Creative exploration 101
What do we want when we want?
We want new ideas. Better solutions. Different techniques and methods that push our work further. Maybe even turn things up-side-down from a unique perspective. From actors to chefs, lawyers to architects; journalists to entrepreneurs go seeking (even hunting sometimes) for new projects and ideas. This seeking is called 'creative exploration'.
Isn't this exploration specific and unique to the individual or subject? Turns out, its not.
Observe; engage; consume
Albert Einstein would pour over books and theories for hours, asking questions and examining equations. He would sit in the attic of his house working on scientific papers and he was not to be disturbed. This is the first step – gathering data; identifying the problem; looking at as many references and precedents as possible. Chefs read cookbooks, eat new and different foods; some writers travel; designers surf on pinterest, collecting as my visual aids as they can. The objective is to wander aimlessly.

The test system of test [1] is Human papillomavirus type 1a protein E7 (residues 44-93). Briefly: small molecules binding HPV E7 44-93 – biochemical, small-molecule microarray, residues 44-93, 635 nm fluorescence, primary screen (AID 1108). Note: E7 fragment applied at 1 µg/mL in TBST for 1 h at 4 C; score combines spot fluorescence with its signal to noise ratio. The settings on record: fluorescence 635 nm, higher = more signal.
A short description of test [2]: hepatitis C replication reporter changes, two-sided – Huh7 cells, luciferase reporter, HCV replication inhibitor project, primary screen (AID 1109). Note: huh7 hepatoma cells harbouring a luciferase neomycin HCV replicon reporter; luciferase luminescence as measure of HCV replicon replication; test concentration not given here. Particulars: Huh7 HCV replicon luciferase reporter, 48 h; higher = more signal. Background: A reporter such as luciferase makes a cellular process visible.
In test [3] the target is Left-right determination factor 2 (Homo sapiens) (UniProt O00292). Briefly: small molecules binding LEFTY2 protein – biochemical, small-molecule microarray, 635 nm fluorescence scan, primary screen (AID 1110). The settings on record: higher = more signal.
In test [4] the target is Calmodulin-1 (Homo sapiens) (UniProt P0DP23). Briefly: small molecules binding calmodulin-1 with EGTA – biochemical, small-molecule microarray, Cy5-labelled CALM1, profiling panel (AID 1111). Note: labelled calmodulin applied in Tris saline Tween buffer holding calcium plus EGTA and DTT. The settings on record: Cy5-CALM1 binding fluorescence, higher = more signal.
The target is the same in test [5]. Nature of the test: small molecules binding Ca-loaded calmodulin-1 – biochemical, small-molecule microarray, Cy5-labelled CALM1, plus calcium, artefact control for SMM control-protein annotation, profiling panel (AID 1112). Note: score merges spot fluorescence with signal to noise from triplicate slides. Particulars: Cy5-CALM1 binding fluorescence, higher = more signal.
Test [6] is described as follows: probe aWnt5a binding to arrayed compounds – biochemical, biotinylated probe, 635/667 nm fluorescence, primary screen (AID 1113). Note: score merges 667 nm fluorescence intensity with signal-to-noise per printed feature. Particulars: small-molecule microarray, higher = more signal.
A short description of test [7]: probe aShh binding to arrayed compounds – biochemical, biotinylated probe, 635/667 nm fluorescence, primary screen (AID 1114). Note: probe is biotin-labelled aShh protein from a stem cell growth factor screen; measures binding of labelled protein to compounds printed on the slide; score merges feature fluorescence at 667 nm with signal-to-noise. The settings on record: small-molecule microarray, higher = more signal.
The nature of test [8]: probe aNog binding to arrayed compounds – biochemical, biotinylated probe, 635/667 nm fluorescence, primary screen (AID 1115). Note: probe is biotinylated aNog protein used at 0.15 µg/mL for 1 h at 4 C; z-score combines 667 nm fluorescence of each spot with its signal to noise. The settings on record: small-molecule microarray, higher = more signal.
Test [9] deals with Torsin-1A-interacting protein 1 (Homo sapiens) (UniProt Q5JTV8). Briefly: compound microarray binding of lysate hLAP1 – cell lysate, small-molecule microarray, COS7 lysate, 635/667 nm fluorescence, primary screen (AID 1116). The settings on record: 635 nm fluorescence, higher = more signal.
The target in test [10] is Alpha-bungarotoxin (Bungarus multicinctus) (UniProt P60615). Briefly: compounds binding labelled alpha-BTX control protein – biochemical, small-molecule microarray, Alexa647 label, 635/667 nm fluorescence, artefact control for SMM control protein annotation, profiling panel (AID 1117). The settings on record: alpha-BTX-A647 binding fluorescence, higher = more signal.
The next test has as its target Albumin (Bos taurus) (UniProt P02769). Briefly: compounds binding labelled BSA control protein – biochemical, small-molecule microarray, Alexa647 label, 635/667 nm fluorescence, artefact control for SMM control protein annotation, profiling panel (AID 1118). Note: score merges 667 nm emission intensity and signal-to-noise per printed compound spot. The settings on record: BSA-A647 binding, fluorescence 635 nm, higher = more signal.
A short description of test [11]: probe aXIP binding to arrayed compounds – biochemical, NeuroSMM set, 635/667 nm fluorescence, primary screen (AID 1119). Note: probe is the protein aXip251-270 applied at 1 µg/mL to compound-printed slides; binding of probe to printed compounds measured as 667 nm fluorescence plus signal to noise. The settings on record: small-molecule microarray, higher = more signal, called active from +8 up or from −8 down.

Eureka in the bathtub!
Einstein would go sailing or play the violin which he was very fond of to 'take a break'. He would relax into his hobby, allowing himself to unwind and then the ideas would pour into his mind. There are accounts where he would wander off to nearby town, lost in his thoughts. Reflection in solitude is a powerful thing. A lot of people say that their mind puts together the jig-saw when they are taking a walk or when they are in the shower.
“At that point there came to me the happiest thought of my life. It was a thought that was to revolutionize concepts of gravity, space and time, and lead to the so called “general” theory of relativity.”
~ From the letters written by Albert Einstein.
Find the activity that relaxes you the most – cleaning, cooking, video games and ease into it.
There is one more way. This more popular and much more common. Ever watched the sitcom House M.D? Doctor House debates with his team of doctors who go back and forth on an idea, building it up or breaking it down until they find the right fit. Einstein used to take walks in the park with his colleagues to bounce ideas off of each other.
Grab a buddy, grab a beer and get to work.
I highly recommend the reflection in solitude method because I have seen it, tried it, experienced it and it works. My only advice – keep a pen and paper close by and grab the ideas as quickly as they come.